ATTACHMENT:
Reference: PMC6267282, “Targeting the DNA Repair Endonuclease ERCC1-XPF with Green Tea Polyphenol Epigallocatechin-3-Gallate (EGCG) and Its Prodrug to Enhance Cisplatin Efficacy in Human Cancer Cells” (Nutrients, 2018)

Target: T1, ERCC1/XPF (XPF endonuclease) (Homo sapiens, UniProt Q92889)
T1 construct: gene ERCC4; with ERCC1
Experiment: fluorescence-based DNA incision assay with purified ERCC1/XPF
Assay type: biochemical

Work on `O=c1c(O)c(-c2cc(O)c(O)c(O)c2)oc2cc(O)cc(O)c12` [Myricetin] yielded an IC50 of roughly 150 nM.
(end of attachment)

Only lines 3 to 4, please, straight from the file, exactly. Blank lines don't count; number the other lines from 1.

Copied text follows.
T1 construct: gene ERCC4; with ERCC1
Experiment: fluorescence-based DNA incision assay with purified ERCC1/XPF